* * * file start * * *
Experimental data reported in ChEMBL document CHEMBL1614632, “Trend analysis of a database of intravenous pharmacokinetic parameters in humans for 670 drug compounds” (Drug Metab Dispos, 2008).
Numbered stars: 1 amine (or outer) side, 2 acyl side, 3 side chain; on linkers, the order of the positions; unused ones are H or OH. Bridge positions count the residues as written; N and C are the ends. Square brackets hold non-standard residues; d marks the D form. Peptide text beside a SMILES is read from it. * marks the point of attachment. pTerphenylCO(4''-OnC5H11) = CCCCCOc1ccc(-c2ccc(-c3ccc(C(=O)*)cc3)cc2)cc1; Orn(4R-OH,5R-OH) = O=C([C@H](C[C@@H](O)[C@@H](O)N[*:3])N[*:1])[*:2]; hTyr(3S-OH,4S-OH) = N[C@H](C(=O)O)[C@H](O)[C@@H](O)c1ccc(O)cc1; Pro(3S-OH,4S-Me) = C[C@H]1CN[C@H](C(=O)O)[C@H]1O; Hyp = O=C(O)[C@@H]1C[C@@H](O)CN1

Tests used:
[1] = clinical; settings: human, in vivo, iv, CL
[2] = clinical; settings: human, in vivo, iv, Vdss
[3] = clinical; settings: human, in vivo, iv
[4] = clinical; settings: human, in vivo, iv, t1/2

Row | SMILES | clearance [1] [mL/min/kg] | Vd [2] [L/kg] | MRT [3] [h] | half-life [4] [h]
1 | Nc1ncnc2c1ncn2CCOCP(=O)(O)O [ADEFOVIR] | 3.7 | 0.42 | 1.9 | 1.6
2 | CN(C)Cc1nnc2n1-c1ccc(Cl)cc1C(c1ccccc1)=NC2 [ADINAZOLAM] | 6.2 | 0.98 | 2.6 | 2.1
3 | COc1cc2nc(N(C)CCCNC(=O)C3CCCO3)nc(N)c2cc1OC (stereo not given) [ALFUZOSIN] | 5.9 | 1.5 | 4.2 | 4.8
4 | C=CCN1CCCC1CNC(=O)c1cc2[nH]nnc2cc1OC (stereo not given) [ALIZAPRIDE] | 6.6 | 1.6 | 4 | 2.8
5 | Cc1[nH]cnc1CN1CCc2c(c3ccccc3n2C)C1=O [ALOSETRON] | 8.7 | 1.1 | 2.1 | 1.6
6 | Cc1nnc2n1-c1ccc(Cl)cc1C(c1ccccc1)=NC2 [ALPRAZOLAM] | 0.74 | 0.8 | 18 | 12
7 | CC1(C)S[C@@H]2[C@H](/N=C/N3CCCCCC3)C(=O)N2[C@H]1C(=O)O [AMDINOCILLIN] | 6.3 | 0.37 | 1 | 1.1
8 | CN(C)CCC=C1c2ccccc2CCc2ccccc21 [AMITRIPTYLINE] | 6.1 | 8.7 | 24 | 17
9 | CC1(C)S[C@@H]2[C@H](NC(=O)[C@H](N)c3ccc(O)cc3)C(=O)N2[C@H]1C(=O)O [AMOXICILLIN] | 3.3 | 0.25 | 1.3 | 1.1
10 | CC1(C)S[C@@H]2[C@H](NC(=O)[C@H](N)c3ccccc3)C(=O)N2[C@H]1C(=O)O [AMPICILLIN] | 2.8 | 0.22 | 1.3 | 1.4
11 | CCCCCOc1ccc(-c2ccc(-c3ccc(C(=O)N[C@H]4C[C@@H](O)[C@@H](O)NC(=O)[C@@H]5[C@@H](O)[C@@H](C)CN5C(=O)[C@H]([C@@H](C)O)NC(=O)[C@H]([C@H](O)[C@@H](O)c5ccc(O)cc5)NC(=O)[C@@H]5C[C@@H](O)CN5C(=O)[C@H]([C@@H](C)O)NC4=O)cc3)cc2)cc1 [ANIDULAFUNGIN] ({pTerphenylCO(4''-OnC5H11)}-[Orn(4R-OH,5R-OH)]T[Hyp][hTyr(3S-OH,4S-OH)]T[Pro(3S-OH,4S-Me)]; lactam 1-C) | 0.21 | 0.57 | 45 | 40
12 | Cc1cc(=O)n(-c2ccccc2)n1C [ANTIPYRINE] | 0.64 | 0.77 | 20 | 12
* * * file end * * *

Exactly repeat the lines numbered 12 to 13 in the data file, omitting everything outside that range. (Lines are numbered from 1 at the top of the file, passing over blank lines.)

4 | C=CCN1CCCC1CNC(=O)c1cc2[nH]nnc2cc1OC (stereo not given) [ALIZAPRIDE] | 6.6 | 1.6 | 4 | 2.8
5 | Cc1[nH]cnc1CN1CCc2c(c3ccccc3n2C)C1=O [ALOSETRON] | 8.7 | 1.1 | 2.1 | 1.6